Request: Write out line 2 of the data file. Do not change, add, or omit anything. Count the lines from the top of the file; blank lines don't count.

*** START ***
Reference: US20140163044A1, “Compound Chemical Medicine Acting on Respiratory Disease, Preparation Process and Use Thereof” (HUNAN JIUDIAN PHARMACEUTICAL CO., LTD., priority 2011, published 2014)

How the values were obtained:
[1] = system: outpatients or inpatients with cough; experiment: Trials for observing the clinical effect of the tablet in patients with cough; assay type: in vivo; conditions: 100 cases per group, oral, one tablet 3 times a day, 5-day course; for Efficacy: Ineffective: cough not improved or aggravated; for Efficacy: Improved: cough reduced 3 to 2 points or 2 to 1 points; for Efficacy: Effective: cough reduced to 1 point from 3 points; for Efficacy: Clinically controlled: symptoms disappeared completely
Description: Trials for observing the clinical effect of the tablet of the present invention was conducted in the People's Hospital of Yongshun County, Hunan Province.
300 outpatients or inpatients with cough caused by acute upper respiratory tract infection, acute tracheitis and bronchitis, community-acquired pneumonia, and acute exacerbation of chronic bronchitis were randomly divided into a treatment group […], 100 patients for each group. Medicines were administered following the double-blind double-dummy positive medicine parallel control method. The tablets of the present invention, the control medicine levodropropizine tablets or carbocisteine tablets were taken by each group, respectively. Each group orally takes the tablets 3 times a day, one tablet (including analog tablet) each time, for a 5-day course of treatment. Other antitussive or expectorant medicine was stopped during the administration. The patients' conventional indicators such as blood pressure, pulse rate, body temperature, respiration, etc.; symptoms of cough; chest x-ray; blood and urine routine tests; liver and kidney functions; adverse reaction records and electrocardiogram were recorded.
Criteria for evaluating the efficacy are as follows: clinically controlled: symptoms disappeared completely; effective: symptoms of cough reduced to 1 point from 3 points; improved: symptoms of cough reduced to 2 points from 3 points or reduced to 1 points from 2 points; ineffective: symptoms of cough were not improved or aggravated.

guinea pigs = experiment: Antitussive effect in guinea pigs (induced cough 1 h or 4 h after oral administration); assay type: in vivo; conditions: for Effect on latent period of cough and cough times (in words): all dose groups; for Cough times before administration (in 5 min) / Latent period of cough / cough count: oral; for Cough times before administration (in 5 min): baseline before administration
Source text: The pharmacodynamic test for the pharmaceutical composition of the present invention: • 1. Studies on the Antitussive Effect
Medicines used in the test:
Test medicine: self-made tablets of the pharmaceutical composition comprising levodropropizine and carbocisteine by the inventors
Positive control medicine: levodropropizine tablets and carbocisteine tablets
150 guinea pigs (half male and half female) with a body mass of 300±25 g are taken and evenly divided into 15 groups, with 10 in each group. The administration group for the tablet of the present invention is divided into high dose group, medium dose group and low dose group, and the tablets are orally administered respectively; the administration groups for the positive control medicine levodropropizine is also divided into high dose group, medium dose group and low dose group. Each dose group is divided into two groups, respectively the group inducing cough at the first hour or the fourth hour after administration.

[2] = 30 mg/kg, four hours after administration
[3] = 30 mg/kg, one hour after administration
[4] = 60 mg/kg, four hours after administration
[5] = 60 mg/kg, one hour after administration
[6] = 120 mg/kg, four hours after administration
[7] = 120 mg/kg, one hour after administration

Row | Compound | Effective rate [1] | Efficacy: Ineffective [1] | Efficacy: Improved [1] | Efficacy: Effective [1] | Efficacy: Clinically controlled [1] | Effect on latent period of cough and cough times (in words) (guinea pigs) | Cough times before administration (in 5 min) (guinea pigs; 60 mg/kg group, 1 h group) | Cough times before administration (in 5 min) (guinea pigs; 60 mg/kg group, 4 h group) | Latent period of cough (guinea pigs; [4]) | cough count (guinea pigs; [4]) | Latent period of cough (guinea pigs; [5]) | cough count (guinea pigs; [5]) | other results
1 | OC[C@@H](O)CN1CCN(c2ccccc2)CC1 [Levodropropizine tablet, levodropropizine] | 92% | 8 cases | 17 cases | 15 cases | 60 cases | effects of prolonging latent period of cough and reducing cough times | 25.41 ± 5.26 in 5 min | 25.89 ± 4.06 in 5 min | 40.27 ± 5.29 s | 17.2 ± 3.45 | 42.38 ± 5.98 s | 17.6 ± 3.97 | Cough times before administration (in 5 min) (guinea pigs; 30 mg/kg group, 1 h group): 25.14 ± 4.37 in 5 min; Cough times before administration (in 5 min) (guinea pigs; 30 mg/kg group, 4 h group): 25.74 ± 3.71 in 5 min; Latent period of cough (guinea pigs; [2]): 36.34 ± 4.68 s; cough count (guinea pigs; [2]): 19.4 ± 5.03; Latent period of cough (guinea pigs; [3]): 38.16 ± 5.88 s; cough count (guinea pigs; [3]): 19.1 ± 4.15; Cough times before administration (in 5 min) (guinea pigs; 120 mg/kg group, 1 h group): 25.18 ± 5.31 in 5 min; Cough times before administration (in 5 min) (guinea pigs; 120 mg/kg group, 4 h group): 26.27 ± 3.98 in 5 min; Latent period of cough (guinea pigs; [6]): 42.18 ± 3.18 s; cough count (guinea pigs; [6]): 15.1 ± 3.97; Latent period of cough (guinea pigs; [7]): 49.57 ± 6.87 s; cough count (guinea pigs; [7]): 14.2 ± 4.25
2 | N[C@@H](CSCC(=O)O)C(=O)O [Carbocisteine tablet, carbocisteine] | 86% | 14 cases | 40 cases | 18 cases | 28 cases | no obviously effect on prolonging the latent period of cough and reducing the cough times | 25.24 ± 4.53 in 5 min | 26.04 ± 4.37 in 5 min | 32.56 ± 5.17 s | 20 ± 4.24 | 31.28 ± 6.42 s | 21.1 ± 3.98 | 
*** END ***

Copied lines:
How the values were obtained: